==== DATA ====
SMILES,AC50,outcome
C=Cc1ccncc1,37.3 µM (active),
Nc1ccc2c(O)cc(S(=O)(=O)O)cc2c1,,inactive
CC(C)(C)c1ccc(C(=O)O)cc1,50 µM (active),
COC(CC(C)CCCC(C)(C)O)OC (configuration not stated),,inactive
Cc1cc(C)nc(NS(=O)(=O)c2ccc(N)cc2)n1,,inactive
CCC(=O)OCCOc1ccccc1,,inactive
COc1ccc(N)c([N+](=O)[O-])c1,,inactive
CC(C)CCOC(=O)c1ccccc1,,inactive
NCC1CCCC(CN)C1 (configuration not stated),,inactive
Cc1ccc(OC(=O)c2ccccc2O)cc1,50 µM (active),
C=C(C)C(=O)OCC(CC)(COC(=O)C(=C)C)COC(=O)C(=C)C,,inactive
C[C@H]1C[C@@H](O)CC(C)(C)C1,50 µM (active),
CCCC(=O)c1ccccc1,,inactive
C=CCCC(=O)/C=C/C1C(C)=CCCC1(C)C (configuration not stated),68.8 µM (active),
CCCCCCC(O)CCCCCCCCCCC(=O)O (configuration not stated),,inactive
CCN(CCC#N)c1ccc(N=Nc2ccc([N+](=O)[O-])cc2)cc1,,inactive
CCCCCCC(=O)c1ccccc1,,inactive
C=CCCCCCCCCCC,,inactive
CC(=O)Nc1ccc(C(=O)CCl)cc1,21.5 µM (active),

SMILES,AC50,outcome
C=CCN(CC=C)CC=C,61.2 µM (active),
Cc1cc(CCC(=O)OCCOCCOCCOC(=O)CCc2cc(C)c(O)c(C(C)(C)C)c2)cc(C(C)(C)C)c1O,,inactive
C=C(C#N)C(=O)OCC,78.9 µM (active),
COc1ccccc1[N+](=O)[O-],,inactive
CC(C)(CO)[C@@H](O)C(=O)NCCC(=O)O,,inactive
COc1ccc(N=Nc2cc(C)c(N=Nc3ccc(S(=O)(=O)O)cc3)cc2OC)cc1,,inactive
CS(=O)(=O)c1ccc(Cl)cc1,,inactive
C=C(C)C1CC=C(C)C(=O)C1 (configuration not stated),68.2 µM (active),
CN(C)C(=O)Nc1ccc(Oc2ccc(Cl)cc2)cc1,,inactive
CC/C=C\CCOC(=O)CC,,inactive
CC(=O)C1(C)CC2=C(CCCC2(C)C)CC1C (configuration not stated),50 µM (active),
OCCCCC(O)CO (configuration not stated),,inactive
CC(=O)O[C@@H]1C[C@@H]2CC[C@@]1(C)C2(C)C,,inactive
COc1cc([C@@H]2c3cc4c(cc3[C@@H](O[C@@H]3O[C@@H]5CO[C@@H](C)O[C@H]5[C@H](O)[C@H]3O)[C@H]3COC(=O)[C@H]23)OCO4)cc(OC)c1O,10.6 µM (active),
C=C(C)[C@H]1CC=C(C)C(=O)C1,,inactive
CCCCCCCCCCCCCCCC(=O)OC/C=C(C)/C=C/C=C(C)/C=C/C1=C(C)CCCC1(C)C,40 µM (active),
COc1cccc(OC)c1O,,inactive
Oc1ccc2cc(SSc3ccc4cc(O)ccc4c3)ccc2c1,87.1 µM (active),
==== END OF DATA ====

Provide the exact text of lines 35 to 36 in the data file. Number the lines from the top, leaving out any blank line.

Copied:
COc1cc([C@@H]2c3cc4c(cc3[C@@H](O[C@@H]3O[C@@H]5CO[C@@H](C)O[C@H]5[C@H](O)[C@H]3O)[C@H]3COC(=O)[C@H]23)OCO4)cc(OC)c1O,10.6 µM (active),
C=C(C)[C@H]1CC=C(C)C(=O)C1,,inactive